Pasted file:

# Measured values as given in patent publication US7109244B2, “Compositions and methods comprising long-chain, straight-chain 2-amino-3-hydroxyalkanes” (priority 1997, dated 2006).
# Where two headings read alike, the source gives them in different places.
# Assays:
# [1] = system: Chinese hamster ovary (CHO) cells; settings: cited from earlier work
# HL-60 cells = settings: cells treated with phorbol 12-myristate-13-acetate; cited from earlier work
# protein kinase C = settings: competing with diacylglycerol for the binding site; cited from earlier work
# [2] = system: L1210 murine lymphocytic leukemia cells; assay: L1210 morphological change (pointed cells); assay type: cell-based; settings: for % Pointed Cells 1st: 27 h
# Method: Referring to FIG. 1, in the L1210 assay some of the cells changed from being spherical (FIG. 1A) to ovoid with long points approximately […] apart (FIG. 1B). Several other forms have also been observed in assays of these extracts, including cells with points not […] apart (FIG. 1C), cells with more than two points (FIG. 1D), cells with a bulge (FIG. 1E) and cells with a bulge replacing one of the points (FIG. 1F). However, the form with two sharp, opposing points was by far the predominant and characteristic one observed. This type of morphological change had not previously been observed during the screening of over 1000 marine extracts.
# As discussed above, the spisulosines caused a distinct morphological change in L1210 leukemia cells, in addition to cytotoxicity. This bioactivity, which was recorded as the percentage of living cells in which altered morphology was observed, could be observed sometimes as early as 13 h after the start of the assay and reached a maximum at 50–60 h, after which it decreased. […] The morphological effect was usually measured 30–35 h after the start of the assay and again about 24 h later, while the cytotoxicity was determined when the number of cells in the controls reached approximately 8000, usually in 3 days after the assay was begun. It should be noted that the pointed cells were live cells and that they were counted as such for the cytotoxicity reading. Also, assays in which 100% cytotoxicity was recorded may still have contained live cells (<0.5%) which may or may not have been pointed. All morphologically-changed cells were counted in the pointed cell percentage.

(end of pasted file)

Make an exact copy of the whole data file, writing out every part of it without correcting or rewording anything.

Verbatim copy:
# Measured values as given in patent publication US7109244B2, “Compositions and methods comprising long-chain, straight-chain 2-amino-3-hydroxyalkanes” (priority 1997, dated 2006).
# Where two headings read alike, the source gives them in different places.
# Assays:
# [1] = system: Chinese hamster ovary (CHO) cells; settings: cited from earlier work
# HL-60 cells = settings: cells treated with phorbol 12-myristate-13-acetate; cited from earlier work
# protein kinase C = settings: competing with diacylglycerol for the binding site; cited from earlier work
# [2] = system: L1210 murine lymphocytic leukemia cells; assay: L1210 morphological change (pointed cells); assay type: cell-based; settings: for % Pointed Cells 1st: 27 h
# Method: Referring to FIG. 1, in the L1210 assay some of the cells changed from being spherical (FIG. 1A) to ovoid with long points approximately […] apart (FIG. 1B). Several other forms have also been observed in assays of these extracts, including cells with points not […] apart (FIG. 1C), cells with more than two points (FIG. 1D), cells with a bulge (FIG. 1E) and cells with a bulge replacing one of the points (FIG. 1F). However, the form with two sharp, opposing points was by far the predominant and characteristic one observed. This type of morphological change had not previously been observed during the screening of over 1000 marine extracts.
# As discussed above, the spisulosines caused a distinct morphological change in L1210 leukemia cells, in addition to cytotoxicity. This bioactivity, which was recorded as the percentage of living cells in which altered morphology was observed, could be observed sometimes as early as 13 h after the start of the assay and reached a maximum at 50–60 h, after which it decreased. […] The morphological effect was usually measured 30–35 h after the start of the assay and again about 24 h later, while the cytotoxicity was determined when the number of cells in the controls reached approximately 8000, usually in 3 days after the assay was begun. It should be noted that the pointed cells were live cells and that they were counted as such for the cytotoxicity reading. Also, assays in which 100% cytotoxicity was recorded may still have contained live cells (<0.5%) which may or may not have been pointed. All morphologically-changed cells were counted in the pointed cell percentage.